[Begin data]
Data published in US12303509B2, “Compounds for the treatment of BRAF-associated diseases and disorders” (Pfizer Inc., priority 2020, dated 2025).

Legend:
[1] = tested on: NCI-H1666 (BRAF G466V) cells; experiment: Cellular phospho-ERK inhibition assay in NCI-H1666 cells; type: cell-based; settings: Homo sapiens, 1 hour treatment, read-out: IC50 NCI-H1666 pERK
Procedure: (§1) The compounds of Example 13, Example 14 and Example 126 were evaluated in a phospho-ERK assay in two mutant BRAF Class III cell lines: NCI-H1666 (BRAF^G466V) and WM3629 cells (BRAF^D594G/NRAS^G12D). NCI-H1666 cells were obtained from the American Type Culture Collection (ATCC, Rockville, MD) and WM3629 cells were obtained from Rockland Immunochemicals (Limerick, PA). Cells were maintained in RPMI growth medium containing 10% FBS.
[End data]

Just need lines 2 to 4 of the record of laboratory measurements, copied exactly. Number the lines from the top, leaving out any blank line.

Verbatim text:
Legend:
[1] = tested on: NCI-H1666 (BRAF G466V) cells; experiment: Cellular phospho-ERK inhibition assay in NCI-H1666 cells; type: cell-based; settings: Homo sapiens, 1 hour treatment, read-out: IC50 NCI-H1666 pERK
Procedure: (§1) The compounds of Example 13, Example 14 and Example 126 were evaluated in a phospho-ERK assay in two mutant BRAF Class III cell lines: NCI-H1666 (BRAF^G466V) and WM3629 cells (BRAF^D594G/NRAS^G12D). NCI-H1666 cells were obtained from the American Type Culture Collection (ATCC, Rockville, MD) and WM3629 cells were obtained from Rockland Immunochemicals (Limerick, PA). Cells were maintained in RPMI growth medium containing 10% FBS.